Any reasonably informed citizen of the United States is and should be aware of the long and arduous journey that the LGBT community faced in achieving marriage equality. It has been one of the most talked about and omnipresent political issues of the past forty years, and ignorance of that issue and its importance to millions of Americans is practically non-existent. So when I started watching The Freedom To Marry—a documentary about the road to the Supreme Court arguments that would decide the case once and for all—my main question was whether this documentary would actually shed any new light on the issue. The answer is that yes it does, but not really a whole lot.

Starting with a historical perspective and gradually slowing down to encapsulate the final months of marriage inequality in this country, The Freedom To Marry seeks to be informative about the history of the LGBT rights movement in broad terms yet likely doesn’t tell its primary audience any more than they already know. I will admit that as a politically active queer person my perspective on this may be a bit skewed, but I would think that anyone consciously seeking out a documentary on the fight for same sex marriage would already be well aware of the issues at stake and the history and evolution of those issues. It’s an exercise in preaching to the choir that, while not ineptly put together, feels a bit pointless.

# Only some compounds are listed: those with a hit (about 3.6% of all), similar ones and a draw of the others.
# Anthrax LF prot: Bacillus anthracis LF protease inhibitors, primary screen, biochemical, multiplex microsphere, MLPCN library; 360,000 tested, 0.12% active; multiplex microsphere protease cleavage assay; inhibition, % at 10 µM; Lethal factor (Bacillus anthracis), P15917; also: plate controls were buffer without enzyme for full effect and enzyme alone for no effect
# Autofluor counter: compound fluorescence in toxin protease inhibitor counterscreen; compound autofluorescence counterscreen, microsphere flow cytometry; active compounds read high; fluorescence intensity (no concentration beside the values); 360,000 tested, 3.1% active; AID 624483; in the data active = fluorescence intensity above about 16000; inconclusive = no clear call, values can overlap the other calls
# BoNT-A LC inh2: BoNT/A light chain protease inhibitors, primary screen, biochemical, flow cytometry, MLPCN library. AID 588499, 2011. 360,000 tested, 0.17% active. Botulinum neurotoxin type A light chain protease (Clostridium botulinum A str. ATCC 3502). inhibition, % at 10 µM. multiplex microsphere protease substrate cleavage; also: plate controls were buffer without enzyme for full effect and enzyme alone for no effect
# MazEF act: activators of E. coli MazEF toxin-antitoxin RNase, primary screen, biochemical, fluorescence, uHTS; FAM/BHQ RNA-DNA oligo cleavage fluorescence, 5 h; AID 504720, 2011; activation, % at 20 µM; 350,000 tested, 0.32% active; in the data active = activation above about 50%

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The real reason to watch this film, though, is to get a glimpse at the lives and personalities of the players involved. The spotlight is placed on activists and attorneys such as Evan Wolfson and Marc Solomon of the Freedom To Marry campaign, and Mary Bonauto, who argued the same sex marriage case before the Supreme Court. Also highlighted are April DeBoer and Jayne Rouse, two of the plaintiffs suing for the right to marry. We get to meet the families and learn the histories of these people, and what we come to learn is that not only are these people very driven and determined, but they’re also very human and compassionate. It’s an engaging portrait of humanity that stands in comical contrast to the interviewed defenders of “traditional” marriage, who come across as foolish, not through any sort of editing trickery but because their hateful speech and ideologies are just that absurd when juxtaposed with rationality and love.

But ultimately, The Freedom To Marry is telling a story that its audience is more than likely to know all the beats of, and the attempts to build tension or suspense along with the people living the campaign in the moment fall a bit flat and serve only to pad out the film to feature length. Still, its heart is in the right place, and the human element of the story is engaging enough to make the film worth watching. Just don’t expect to learn anything, even if you are reaffirmed in these dark times that there is some good in the world.